Rites of Passage: Hassan’s Ameen

Rites of Passage: Hassan’s Ameen May 9, 2015
Ameen 1
Ameen at Anwaar Mosque, Richmond

 By

Ayesha Noor

Editors’ Note: This article is part of the Patheos Public Square on Rites of Passage. Read other perspectives here.

Every day when Hassan and I sat down to read the Holy Quran, we fancied the day of his Ameen Ceremony – the celebration of completing the first reading of Muslims’ Holy Book. We had everything planned out, from the lists of guests, to what kind of cake he wanted and where he wanted to celebrate his big day. Although it all went through a lot of modifications, but it kept both of us on track.

However, besides planning the Ameen ceremony, the more important task was to plan out the reading of the Holy Quran. Keeping in mind the magnitude of the Book, we came up with a comprehensive plan. The Holy Quran was originally revealed in the Arabic language and is comprised of over 600 pages and 70,000 words. Therefore, it only makes sense to be able to fluently read Arabic before embarking upon the journey of reading the entire book.  Just like all parents teach their kids learn to ride a bike or arrange piano lessons for them, Muslim parents strive to teach their children Arabic too. It is a challenging intellectual pursuit, and is definitely worth the effort.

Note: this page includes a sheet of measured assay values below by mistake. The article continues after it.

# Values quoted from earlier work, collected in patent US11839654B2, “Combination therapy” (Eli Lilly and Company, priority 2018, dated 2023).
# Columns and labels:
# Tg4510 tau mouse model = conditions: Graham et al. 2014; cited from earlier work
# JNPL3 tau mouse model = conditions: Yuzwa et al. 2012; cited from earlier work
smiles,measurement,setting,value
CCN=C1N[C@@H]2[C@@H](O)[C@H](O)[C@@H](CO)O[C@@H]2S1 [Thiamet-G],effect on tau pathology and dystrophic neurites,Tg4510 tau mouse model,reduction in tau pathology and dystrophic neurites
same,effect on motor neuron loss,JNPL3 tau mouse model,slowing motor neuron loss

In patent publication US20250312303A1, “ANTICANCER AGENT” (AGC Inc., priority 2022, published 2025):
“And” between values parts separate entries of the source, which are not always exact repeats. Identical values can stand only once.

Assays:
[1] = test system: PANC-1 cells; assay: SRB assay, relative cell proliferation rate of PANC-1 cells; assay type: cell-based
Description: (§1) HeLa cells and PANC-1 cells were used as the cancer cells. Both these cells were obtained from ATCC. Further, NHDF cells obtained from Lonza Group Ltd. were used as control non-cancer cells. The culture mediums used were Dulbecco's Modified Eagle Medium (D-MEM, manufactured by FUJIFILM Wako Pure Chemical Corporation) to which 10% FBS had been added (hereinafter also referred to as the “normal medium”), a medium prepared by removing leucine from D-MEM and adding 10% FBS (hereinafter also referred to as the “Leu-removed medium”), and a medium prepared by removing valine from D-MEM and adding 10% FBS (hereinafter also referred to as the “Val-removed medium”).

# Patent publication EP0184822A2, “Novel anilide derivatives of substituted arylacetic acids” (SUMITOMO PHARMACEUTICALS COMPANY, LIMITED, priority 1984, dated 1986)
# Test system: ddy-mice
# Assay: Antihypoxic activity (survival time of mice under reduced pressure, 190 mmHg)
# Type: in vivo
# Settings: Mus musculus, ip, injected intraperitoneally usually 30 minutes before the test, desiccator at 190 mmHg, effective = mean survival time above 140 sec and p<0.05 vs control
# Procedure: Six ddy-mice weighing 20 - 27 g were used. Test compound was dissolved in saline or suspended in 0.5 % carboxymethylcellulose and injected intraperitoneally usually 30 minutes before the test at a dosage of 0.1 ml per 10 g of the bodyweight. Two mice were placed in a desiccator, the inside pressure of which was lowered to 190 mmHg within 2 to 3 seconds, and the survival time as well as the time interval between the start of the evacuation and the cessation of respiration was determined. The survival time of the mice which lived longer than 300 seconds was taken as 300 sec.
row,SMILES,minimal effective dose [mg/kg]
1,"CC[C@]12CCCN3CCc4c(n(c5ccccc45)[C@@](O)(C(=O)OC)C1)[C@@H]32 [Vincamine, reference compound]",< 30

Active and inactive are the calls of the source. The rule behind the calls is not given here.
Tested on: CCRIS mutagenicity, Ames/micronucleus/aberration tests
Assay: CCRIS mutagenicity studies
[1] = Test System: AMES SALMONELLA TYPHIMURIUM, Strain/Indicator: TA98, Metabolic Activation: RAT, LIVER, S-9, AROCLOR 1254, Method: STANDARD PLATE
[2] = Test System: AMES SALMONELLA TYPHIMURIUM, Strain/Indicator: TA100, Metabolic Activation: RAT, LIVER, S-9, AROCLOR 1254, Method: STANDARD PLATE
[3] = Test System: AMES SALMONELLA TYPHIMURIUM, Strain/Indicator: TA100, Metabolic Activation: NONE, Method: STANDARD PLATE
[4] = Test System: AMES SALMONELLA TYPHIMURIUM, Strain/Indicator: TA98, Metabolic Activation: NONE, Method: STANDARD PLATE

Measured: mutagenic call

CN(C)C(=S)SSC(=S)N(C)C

With all this in mind​ we set some goals for Hassan. We wanted him to be able to read the ​Quran before his 5th birthday and finish it before his 6th. The process started when he turned 4 and started showing interest in reading Children books. Along with other presents, we got him a “Yassarnal Quran,” sort of a training wheel for Quran. Designed over a century ago, this guide is by far the best Arabic reading guide I have come across. Hassan started reading Arabic Alphabets, and it seemed workable.  But as he was introduced with more complex words, his interest vanished. We gave him a break. During the first half of the year, he struggles, but in the later half, he picked it up quickly and achieved his target. All he needed now was practice. And what would be the better way to practice reading the Arabic language than by reading the Holy Quran cover to cover.

AMeen 2On January 7th, 2014, as he turned 5, Hassan started reading the Holy Quran for the first time. He was thrilled to actually hold the Quran that once belonged to his father. He was no more a “baby” who could only read the Yassarnal Quran. His excitement touched the sky. We started off reading only a few verses daily. However, for a 5 year old, even those few verses were toilsome. His excitement was short-lived. He started getting bored by a book carrying pages upon pages of black and white text without any colorful pictures or art. It was definitely an uphill journey.

We needed to quickly come up with a more comprehensive plan, before he would decide to give it up altogether. Here is what we came up with: The Holy Quran is equally divided into 30 parts. We decided to go out every time he finished reading one part. We went to his favorite Virginia Science Museum, Children’s Museums , the Maymont Park, Mini-golfing, the Richmond Zoo, bowling, simply to eat out and God knows what in those first few months of his reading the Quran. That accomplished two things: firstly the monotony he was suffering with ended and secondly, he wanted to read more than even I had expected or wanted.